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[e-drug] Novartis and Indian Patent Act

E-DRUG: Novartis and Indian Patent Act
[The full 89-page verdict is available at  

Dear friends,

The final judgement has come from the Indian court regarding the case filed by 


Dr Gopal Dabade
57, Tejaswinagar,
Dharwad 580002,

International Herald Tribune,

Indian law on generic drugs is upheld
By Amelia Gentlemen

Monday, August 6, 2007

NEW DELHI: Indian pharmaceutical companies can continue making low-cost generic 
drugs, ensuring their flow to patients in the developing world, after a seminal 
challenge to patent laws in India was rejected Monday.

  Aid organizations declared the ruling a victory for the "rights of patients 
over patents," but the Swiss drug company Novartis, which filed the case, 
warned that the judgment would "discourage investments in innovation" and would 
undermine efforts by drug companies to improve their products.

  Despite disagreeing, Novartis said that it was unlikely to appeal.
  The test case mounted by Novartis last year asked the High Court in Madras to 
clarify a significant element of India's 2005 patent legislation, arguing that 
it breached the Indian Constitution. At issue was the question of granting 
patents for incremental developments.

  The full text of the judgment was not immediately released, but Reuters 
reported that the judge said the court had no jurisdiction over whether Indian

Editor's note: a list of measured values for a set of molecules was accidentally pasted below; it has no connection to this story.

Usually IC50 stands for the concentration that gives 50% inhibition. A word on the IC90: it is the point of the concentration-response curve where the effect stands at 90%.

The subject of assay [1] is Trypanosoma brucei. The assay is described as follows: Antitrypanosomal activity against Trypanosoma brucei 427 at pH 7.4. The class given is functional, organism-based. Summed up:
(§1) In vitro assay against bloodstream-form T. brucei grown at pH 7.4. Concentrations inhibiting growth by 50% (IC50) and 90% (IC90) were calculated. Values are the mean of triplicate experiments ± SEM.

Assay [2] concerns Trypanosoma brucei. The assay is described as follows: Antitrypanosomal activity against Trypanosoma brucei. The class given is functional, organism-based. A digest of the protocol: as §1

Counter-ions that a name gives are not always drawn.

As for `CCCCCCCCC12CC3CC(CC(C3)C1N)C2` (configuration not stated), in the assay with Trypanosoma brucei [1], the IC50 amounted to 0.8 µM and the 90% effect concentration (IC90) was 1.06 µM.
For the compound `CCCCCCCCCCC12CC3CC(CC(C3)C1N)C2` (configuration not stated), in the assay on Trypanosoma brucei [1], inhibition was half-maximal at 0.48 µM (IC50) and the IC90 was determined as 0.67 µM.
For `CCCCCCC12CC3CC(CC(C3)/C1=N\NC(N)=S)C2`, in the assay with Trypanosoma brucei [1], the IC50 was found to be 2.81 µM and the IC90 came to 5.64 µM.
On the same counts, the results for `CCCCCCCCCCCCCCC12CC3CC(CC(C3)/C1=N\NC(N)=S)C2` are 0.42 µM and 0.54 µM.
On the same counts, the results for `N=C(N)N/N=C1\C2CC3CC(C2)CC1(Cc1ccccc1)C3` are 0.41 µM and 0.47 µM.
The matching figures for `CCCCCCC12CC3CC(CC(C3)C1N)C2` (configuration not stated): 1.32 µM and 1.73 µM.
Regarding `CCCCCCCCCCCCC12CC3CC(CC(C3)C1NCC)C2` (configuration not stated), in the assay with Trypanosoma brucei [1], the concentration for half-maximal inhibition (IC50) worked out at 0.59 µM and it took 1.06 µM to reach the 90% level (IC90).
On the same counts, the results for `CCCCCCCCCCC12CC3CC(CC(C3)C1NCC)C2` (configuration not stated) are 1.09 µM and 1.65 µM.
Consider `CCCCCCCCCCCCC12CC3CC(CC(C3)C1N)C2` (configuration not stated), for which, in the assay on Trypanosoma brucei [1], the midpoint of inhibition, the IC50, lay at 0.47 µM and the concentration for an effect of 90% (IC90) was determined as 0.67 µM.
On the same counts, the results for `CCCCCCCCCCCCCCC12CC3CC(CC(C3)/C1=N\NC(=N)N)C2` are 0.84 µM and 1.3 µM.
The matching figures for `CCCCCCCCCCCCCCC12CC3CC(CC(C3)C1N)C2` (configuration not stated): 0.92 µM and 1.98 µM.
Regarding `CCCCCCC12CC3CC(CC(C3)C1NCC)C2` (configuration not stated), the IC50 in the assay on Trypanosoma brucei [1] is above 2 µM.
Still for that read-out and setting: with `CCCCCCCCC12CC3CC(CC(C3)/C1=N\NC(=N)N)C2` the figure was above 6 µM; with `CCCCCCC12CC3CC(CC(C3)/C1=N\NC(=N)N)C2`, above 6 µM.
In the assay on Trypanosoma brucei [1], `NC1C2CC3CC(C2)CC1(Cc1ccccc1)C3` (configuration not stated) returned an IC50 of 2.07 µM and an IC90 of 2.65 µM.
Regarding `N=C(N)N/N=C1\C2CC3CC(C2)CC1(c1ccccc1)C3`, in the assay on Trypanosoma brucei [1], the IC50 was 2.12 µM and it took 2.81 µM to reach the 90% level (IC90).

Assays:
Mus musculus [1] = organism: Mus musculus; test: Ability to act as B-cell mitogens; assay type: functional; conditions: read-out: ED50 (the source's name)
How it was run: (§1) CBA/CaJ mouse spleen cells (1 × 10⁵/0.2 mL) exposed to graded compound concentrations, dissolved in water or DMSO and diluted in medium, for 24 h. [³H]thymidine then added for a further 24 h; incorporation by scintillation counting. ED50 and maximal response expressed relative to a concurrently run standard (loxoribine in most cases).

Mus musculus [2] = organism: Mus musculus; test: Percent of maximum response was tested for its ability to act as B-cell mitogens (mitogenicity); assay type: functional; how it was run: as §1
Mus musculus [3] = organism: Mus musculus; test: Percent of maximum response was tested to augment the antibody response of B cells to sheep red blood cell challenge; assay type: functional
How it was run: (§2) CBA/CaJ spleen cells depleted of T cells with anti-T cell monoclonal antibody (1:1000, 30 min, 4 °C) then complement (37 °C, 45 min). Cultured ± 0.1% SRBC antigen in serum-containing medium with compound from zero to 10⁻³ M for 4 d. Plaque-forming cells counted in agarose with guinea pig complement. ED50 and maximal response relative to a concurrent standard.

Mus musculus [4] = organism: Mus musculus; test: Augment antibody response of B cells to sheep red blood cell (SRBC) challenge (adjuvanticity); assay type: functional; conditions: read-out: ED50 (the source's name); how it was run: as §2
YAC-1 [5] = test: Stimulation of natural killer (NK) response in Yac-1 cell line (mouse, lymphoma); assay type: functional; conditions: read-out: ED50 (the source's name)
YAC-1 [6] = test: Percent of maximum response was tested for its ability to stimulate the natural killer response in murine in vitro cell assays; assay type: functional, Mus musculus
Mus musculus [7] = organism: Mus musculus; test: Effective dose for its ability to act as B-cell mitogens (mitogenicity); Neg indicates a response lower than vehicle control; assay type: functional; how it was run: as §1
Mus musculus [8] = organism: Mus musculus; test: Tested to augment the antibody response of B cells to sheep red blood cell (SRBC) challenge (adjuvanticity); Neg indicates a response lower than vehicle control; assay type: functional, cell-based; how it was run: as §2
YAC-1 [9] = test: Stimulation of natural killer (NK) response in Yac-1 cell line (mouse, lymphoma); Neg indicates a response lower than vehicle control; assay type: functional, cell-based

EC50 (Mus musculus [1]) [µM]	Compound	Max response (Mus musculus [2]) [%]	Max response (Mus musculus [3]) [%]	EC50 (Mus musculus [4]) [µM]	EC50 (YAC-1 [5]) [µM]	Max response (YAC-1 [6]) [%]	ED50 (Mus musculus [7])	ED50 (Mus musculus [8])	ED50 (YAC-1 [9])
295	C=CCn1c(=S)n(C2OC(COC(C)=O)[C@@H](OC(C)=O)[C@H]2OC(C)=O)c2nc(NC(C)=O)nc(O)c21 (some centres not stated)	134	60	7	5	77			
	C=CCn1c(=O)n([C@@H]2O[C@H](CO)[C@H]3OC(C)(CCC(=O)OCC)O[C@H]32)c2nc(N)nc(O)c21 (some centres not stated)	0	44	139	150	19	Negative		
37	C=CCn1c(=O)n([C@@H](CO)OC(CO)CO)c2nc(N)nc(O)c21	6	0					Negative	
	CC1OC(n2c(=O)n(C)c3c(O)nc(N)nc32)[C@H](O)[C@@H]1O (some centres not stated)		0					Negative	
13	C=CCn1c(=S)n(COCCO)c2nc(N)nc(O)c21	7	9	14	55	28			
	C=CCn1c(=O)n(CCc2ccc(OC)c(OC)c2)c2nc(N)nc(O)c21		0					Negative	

patent laws complied with the World Trade Organization guidelines on 
intellectual property law.

  The details of the case are complex, extending far into the precise analysis 
of chemical formulations of popular drugs while simultaneously making a 
constitutional challenge, but the issues at the heart of the case are simple.

  Both the international pharmaceutical industry and global relief 
organizations have been scrutinizing the progress of this long-running case in 
the southern city of Madras, aware that the judgment would have profound 
implications for their work.

  "This is a huge relief for millions of patients and doctors in developing 
countries who depend on affordable medicines from India," said a statement from 
Tido von Schön-Angerer, director of the Médecins Sans Frontières, or Doctors 
Without Borders, campaign for access to essential medicines.

  Novartis said in a statement that the case would "have long-term negative 
consequences for research and development into better medicines" that could 
benefit people in India and beyond.

  "It is clear there are inadequacies in Indian patent law that will have 
negative consequences for patients and public health in India," Paul Herrling, 
head of research at Novartis, said. "Medical progress occurs through 
incremental innovation. If Indian patent law does not recognize these important 
advances, patients will be denied new and better medicines."

  The Novartis test case sought to determine whether an Indian court had been 
right to deny a patent on a freshly modified form of its leukemia drug Glivec. 
The application was rejected last year on the grounds that the new drug was